This week, I set a question to ask the delegates to read in the number of course dinners we need to order each day ... with a test to see if the number is in a valid range, a test to see if a special code has been entered to indicate the course has been completed, and a different action to be taken if the number entered is zero.
The simplest possible example of inheritance in Ruby? Almost ... we've defined an animal base class with just a constructor, and then added in two derived classes - Pet and Farm, each with its own constructor. Those have each called the base class constructor so that the common setup code (for name and weight) does not need to be repeated.
Rather than provide separate methods to read values from our objects, we have declared a attr_reader
which allows the variables within the object to be accessed directly. Although such direct variable access is commonly regarded as poor practice in other languages (as it locks the application code to the variable), it is perfectly acceptable in Ruby, where a variable name and a method name are interchangeable, and the class can be later updated if necessary to add logic.
It's surprising how just a few lines of Ruby can make for quite a powerful application. Google's crawler - the Googlebot - visits our web site regularly and indexes our pages, and I wanted to go through our web logs for yesterday and see where it had been, which pages it had checked several times, etc.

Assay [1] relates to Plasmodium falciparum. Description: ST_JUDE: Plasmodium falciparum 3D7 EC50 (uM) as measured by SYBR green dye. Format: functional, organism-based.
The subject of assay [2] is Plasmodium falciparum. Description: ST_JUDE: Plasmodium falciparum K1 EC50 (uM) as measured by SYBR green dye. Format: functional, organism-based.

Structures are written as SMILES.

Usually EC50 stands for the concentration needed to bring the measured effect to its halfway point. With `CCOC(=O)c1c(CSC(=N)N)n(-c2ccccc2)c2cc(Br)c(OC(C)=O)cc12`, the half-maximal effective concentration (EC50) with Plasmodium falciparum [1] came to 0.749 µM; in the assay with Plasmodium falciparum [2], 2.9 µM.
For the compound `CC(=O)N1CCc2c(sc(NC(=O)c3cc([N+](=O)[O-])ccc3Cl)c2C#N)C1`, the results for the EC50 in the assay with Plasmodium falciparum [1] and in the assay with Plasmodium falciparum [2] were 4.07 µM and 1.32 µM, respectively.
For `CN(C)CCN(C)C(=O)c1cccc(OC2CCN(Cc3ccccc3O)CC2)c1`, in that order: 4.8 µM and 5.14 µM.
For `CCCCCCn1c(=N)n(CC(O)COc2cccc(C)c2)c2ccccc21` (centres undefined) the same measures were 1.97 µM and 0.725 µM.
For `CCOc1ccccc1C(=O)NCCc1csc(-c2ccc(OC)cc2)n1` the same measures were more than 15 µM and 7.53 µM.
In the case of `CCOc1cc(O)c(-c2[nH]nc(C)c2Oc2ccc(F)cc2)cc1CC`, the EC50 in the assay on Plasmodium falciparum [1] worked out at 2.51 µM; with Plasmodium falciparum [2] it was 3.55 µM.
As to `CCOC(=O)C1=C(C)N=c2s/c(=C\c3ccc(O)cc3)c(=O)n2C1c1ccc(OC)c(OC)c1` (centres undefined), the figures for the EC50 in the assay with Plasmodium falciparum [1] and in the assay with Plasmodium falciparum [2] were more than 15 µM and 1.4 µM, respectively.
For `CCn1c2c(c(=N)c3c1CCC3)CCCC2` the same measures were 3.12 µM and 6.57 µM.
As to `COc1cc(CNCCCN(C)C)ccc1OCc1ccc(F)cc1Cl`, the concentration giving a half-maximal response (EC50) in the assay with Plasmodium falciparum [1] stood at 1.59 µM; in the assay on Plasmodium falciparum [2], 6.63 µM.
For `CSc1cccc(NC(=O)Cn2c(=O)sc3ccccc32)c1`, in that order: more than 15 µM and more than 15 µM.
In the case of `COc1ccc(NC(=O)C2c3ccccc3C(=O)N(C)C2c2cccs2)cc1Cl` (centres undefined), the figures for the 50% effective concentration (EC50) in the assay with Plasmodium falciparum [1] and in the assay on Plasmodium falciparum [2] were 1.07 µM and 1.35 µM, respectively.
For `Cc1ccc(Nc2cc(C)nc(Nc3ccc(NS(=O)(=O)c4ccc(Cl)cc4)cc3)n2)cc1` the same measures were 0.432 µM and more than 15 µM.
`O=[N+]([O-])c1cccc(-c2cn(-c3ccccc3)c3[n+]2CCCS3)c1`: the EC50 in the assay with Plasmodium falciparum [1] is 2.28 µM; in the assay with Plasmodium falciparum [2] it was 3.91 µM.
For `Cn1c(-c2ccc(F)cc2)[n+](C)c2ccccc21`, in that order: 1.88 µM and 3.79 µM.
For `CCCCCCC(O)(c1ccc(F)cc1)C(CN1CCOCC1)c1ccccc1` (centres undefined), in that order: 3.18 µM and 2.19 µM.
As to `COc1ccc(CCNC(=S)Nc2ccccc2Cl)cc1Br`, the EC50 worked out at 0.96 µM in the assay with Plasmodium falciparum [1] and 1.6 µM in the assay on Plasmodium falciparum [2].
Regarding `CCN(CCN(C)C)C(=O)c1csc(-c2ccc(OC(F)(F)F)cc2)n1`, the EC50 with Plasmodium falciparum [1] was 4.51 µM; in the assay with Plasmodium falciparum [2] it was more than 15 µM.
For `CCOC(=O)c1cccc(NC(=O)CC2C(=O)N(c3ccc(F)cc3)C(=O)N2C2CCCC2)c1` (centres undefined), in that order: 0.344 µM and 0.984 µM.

This short program also provides a good demonstration of putting many Ruby features together - you'll find string and regular expression matches,arrays and hashes, sorting and various types of looping, and file handling too, all within a simple page of code.
A further Ruby course exercise. Scenario: You have 17 nieces and nephews, and having just won the lottery you are going to distribute $1000.00 between them for Christmas ... or are you?
Little Billy glued your slippers to the floor while you were sleeping in front of the fire one evening, and when you got up, you tripped and stubbed your nose on the fire place. He gets nothing ...
And Jessica, who used to be your favorite, balanced a bucket of water on top of the door and it fell on you and drenched you when you pushed the door open - she gets nothing either
Then there's Jane ...
Create a table showing how many remain in favor, and how much money each will get if you split the money between just those few. (written 2011-02-05, updated 2011-02-10)